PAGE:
I was also an exchange student in Helsinki, Finland during my final year as a film student at Wits University. Other countries I have visited include Brazil, Kenya, Lesotho, Poland, Estonia, Holland, Swaziland and Botswana. I would like to visit Asia next.


What unique experiences did you come across in these countries?

I have experienced many unique things in many different countries.

One of my greatest experiences as a filmmaker is when I am afforded the opportunity to share my story with people from different walks of life. To see that story resonate with those people is the most powerful thing a storyteller can experience.

@NubianStorytela's films have been screened at prestigious film festivals in different countries Click To Tweet

What changes would you like to see in the industry when it comes to opportunities for African women directors?

There are some really talented women directors who do not get any work or recognition because of deeply ingrained and outdated sexist misconceptions. It’s truly sad. Some directors are also subjected to sexism and sexual harassment. I would like to see this change! Enough is enough.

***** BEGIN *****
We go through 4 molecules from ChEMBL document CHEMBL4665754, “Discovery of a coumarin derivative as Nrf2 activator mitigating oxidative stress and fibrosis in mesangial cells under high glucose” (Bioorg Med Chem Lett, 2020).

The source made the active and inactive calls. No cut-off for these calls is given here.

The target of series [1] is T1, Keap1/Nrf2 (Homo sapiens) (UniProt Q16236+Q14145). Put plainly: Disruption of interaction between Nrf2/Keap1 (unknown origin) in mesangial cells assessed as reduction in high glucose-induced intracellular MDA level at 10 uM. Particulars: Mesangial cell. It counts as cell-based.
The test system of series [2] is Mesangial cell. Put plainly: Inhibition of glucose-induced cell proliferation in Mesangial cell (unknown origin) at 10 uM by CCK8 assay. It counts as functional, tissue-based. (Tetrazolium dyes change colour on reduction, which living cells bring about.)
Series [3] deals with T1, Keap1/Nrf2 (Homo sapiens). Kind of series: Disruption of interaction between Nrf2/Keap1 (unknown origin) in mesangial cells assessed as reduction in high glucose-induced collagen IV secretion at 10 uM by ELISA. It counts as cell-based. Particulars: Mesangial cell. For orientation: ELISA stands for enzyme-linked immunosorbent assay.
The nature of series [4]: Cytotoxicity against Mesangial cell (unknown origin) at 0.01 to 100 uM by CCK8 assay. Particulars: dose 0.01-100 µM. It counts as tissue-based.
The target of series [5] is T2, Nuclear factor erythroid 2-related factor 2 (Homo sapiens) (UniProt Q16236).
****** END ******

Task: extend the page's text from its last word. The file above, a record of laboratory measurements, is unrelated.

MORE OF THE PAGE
I would also like to see the government of Mpumalanga investing in its talent and supporting filmmakers like other provinces do. I have more chances of getting support from the Durban Film Commission than I do in my own home province. For me, that is a tragic situation.

What have been you greatest achievements so far?

Finishing my Masters degree under very trying circumstances and writing and directing two SiSwati films. I am an advocate of minority languages.

In fact, the title of my Masters paper was, “The Underrepresentation of Minority Languages on SABC 1: The case of SiSwati“. I have been passionate about promoting my mother tongue for as long as I can remember.